Day By Day© by Chris Muir.

Sunday, February 27, 2005

Jews and Republicans

I've long wondered about what I consider to be American Jews' irrational fear of Evangelical Christians (a subject I tackled here) and their hatred of George Bush. It's as if they feel that political parties are completely stagnant, with today's Republican party being identical to the Republican party in 1950. If anything, today's Republicans, who have a hankering for freedom, are much closer to the Republicans of 1860, while the hate-filled Demos of today can be more closely analogized to the Demos of the Jim Crow South in the 1950s. As this Richard Baehr article demonstrates, while the world is changing, Jews are utterly resistant even to acknowledging the change:

For Democrats, the move away from the center has meant less support for Israel than in the past. Among Republicans, on the other hand, there is now more support for Israel in Congress than existed ten years ago. Christian evangelicals, and many of the members of Congress they help elect, have become increasingly vocal supporters of Israel, though many Jews are wary of their support, because of their social policy agenda. Some Jews seem to fear posting the Ten Commandments in a courthouse or school prayer more than they do Muslims hijacking airplanes and crashing them into tall buildings. Some Jews behaved last year as if George Bush were more of an enemy and someone worth hating, than Osama Bin Laden. Intelligent writers at prestige journals like the New Republic were on the same page, writing long articles on why they hated George Bush. The reality is that one party is on the rise, the other is in decline, at all levels of government: the Presidency, the Senate, the House, governors, state legislatures. Democrats were Governors in 31 states in 1994, now 22. Democratic House members have dropped from 257 to 202. Democratic Senate members have gone from 54 to 44. Look back 30 years, and the Democratic Party's decline is more dramatic. In 1974, Democrats were Governors in 37 states, held 291 House seats, and 61 Senate seats. And of course, Democrats have won but three of the last ten presidential elections, and in each case, only when their candidate was a Southern state governor. Yet Jews voted almost 3 to 1 for the Democratic nominee John Kerry in the 2004 Presidential race, closely associating themselves with a party that appears to be in a long term decline. Much of the county has changed politically in recent decades, but not Jews. As Norman Podhoretz once wrote in Commentary, most Jews now live like Republicans, but most Jews continue to vote like lower-income Puerto Ricans.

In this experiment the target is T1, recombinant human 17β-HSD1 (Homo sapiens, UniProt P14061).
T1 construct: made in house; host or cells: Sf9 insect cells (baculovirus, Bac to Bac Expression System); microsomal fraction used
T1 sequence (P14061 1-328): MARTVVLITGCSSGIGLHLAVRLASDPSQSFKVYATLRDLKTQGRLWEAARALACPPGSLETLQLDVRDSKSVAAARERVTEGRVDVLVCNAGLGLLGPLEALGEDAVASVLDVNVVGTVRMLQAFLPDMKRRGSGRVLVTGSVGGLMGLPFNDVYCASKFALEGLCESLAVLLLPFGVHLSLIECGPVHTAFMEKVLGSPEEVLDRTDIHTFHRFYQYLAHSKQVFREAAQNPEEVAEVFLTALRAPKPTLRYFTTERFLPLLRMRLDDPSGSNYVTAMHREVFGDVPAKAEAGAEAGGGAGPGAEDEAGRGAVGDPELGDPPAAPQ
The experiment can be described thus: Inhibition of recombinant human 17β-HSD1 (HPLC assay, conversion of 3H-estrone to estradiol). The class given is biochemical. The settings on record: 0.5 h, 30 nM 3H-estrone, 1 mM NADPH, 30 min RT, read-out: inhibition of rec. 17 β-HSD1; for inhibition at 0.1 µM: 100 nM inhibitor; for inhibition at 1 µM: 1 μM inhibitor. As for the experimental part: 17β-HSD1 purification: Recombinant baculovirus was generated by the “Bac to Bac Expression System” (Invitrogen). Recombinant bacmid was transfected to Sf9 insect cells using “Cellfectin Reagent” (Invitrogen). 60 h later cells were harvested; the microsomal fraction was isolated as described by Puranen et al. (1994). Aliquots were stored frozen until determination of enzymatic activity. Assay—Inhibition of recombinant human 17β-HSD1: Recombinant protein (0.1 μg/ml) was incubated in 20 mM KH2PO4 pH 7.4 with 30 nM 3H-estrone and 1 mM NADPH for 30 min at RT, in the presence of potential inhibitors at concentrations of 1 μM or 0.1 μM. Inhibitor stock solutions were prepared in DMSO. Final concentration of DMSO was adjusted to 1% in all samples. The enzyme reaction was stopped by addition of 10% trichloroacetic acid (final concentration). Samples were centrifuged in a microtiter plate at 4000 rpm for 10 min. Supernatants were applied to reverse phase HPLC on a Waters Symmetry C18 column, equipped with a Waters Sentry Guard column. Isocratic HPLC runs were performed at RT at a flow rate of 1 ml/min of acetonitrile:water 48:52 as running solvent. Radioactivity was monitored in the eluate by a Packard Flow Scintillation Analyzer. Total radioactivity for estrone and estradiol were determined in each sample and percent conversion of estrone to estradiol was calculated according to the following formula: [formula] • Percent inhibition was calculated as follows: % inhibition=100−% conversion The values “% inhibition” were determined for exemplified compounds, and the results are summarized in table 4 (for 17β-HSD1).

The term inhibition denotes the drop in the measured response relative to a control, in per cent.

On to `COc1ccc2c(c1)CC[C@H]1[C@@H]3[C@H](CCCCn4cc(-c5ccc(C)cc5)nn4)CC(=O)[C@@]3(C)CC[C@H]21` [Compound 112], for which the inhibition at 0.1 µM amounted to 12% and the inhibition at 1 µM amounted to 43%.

Hat tip: Gee Dubya